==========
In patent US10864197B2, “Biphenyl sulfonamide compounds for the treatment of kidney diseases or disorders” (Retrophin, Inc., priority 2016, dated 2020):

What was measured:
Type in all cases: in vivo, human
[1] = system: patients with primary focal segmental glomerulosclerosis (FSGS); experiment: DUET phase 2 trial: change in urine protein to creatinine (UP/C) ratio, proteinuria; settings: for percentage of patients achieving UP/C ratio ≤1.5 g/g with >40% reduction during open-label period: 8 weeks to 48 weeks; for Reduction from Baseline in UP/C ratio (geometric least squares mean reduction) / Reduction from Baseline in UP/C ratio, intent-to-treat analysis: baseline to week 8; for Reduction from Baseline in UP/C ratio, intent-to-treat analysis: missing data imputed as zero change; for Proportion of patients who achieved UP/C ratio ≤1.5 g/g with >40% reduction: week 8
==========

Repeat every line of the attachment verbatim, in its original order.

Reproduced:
In patent US10864197B2, “Biphenyl sulfonamide compounds for the treatment of kidney diseases or disorders” (Retrophin, Inc., priority 2016, dated 2020):

What was measured:
Type in all cases: in vivo, human
[1] = system: patients with primary focal segmental glomerulosclerosis (FSGS); experiment: DUET phase 2 trial: change in urine protein to creatinine (UP/C) ratio, proteinuria; settings: for percentage of patients achieving UP/C ratio ≤1.5 g/g with >40% reduction during open-label period: 8 weeks to 48 weeks; for Reduction from Baseline in UP/C ratio (geometric least squares mean reduction) / Reduction from Baseline in UP/C ratio, intent-to-treat analysis: baseline to week 8; for Reduction from Baseline in UP/C ratio, intent-to-treat analysis: missing data imputed as zero change; for Proportion of patients who achieved UP/C ratio ≤1.5 g/g with >40% reduction: week 8